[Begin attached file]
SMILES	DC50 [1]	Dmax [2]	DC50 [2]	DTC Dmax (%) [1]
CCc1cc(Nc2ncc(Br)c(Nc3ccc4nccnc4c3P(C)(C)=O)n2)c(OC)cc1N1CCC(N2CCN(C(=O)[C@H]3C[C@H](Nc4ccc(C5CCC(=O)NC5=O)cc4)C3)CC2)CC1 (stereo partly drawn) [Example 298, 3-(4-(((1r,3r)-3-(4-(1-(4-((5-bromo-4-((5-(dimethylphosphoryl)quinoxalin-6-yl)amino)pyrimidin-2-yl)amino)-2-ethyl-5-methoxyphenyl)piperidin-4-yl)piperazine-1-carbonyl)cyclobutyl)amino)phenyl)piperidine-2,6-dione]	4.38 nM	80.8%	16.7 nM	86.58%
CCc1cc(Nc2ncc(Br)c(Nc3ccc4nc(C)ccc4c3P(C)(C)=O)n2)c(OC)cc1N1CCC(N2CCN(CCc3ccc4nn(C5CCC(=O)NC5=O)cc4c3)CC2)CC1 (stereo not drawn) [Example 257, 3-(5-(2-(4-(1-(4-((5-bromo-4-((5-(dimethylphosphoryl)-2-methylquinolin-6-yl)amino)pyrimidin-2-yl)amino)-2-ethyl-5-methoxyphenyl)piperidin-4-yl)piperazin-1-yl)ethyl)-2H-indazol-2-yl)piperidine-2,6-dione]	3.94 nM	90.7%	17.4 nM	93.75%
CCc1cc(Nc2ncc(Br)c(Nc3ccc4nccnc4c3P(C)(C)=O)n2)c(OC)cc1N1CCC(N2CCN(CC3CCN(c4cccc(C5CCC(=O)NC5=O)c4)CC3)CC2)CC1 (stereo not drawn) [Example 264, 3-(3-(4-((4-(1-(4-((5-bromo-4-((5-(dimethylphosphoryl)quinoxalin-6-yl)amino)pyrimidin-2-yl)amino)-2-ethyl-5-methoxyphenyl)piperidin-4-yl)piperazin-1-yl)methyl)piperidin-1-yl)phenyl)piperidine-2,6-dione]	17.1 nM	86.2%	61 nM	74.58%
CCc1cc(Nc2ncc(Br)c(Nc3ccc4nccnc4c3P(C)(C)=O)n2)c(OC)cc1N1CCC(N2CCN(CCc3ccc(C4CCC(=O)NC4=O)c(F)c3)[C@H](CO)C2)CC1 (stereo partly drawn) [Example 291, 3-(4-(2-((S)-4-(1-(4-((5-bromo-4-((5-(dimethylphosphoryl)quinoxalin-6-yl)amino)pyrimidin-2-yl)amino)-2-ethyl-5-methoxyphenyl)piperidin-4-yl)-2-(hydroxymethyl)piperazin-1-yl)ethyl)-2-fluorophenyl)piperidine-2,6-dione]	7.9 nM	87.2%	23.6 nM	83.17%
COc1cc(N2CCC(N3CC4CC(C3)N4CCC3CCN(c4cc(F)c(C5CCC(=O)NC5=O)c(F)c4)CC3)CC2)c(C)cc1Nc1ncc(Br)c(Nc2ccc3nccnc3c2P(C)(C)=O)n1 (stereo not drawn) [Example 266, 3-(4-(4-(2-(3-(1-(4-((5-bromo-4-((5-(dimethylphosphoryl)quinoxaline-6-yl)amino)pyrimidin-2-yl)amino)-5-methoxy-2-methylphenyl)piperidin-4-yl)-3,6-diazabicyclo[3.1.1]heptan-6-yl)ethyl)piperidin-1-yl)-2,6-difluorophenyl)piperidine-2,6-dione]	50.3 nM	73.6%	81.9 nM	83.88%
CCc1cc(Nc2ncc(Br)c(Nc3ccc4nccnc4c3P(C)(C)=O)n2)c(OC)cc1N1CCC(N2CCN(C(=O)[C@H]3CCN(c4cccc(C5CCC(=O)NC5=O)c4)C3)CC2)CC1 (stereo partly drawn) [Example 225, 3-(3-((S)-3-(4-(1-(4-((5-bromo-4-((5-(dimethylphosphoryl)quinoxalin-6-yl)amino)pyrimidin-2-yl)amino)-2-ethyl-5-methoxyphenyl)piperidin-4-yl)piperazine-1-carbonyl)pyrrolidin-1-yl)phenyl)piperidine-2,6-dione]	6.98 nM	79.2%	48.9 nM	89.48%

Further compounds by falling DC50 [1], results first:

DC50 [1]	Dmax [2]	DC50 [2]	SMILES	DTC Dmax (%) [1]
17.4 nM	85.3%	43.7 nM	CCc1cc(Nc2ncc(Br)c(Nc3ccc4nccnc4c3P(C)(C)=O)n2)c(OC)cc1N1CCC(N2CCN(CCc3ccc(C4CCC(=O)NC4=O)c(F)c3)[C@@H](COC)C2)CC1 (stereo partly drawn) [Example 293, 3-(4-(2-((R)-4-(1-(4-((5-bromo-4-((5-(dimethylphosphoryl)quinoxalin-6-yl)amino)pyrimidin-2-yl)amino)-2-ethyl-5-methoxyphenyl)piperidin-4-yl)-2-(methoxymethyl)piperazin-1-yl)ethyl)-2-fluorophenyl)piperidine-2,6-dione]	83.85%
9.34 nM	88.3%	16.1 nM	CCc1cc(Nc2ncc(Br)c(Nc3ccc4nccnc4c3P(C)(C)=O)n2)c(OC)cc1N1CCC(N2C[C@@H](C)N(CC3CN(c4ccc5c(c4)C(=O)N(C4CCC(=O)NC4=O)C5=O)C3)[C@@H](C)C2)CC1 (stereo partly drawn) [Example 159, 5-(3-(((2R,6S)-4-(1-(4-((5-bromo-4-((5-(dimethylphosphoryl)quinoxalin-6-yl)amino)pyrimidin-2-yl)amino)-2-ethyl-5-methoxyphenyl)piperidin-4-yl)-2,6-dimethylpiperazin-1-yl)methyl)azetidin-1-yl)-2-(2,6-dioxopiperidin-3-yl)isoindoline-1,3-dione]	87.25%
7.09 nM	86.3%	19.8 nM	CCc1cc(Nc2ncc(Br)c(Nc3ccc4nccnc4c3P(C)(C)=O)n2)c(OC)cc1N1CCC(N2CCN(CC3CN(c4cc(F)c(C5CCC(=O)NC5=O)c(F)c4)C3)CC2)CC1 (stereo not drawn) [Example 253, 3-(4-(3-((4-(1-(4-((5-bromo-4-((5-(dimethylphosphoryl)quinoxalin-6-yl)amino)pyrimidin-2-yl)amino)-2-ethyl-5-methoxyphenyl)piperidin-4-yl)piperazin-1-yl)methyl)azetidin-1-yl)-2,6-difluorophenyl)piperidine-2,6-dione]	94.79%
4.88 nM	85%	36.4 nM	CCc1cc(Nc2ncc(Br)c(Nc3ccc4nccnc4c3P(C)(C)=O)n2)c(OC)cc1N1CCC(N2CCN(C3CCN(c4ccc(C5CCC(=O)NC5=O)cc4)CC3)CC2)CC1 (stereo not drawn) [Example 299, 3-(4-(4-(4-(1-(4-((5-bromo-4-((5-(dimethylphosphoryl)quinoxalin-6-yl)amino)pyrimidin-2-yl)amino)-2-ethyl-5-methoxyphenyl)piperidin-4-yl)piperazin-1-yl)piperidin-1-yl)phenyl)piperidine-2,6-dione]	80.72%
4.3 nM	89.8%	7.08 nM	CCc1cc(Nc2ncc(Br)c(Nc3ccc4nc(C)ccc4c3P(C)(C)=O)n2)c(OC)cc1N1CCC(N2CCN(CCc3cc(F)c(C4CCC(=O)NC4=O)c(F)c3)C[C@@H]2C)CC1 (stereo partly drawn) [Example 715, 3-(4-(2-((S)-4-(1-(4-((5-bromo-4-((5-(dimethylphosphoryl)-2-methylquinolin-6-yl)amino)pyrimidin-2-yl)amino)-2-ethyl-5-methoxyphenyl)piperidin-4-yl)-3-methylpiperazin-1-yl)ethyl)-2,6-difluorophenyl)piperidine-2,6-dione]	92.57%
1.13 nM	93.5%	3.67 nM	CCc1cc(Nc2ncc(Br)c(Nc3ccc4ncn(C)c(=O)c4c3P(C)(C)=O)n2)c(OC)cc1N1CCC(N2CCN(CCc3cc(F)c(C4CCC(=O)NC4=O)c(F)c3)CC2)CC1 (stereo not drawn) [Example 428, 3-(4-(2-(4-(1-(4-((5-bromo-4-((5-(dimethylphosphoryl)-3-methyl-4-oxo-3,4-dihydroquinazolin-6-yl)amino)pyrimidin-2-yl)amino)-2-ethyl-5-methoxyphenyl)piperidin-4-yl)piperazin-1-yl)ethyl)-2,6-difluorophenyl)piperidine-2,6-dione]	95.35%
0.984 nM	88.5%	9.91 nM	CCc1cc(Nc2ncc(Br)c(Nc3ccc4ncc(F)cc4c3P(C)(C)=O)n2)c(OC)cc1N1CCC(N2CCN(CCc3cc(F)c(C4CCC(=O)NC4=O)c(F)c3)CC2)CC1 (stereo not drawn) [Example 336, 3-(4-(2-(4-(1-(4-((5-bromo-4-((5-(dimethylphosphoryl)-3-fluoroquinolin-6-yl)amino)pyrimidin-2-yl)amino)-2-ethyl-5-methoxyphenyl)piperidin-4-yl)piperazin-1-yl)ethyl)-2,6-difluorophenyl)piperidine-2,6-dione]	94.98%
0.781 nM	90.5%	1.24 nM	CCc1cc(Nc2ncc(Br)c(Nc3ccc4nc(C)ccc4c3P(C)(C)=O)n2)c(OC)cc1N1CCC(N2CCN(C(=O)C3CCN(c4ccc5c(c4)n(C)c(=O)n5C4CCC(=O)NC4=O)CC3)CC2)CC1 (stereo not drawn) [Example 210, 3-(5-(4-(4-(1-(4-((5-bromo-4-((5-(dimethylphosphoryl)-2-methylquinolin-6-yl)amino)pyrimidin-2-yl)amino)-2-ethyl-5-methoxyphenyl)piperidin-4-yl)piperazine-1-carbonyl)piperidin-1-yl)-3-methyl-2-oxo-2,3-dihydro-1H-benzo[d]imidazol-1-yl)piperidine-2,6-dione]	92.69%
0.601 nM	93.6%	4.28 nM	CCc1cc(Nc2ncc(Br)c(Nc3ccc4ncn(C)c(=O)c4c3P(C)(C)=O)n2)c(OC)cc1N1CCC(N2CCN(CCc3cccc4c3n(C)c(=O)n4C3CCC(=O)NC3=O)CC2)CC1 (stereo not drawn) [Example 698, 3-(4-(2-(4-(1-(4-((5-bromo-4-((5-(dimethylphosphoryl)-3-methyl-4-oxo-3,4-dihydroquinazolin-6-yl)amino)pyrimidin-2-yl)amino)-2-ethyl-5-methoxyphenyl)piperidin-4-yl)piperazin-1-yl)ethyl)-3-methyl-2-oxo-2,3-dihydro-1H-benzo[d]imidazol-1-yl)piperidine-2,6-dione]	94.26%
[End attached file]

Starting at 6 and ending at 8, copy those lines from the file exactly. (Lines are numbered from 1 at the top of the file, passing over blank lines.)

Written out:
COc1cc(N2CCC(N3CC4CC(C3)N4CCC3CCN(c4cc(F)c(C5CCC(=O)NC5=O)c(F)c4)CC3)CC2)c(C)cc1Nc1ncc(Br)c(Nc2ccc3nccnc3c2P(C)(C)=O)n1 (stereo not drawn) [Example 266, 3-(4-(4-(2-(3-(1-(4-((5-bromo-4-((5-(dimethylphosphoryl)quinoxaline-6-yl)amino)pyrimidin-2-yl)amino)-5-methoxy-2-methylphenyl)piperidin-4-yl)-3,6-diazabicyclo[3.1.1]heptan-6-yl)ethyl)piperidin-1-yl)-2,6-difluorophenyl)piperidine-2,6-dione]	50.3 nM	73.6%	81.9 nM	83.88%
CCc1cc(Nc2ncc(Br)c(Nc3ccc4nccnc4c3P(C)(C)=O)n2)c(OC)cc1N1CCC(N2CCN(C(=O)[C@H]3CCN(c4cccc(C5CCC(=O)NC5=O)c4)C3)CC2)CC1 (stereo partly drawn) [Example 225, 3-(3-((S)-3-(4-(1-(4-((5-bromo-4-((5-(dimethylphosphoryl)quinoxalin-6-yl)amino)pyrimidin-2-yl)amino)-2-ethyl-5-methoxyphenyl)piperidin-4-yl)piperazine-1-carbonyl)pyrrolidin-1-yl)phenyl)piperidine-2,6-dione]	6.98 nM	79.2%	48.9 nM	89.48%

Further compounds by falling DC50 [1], results first: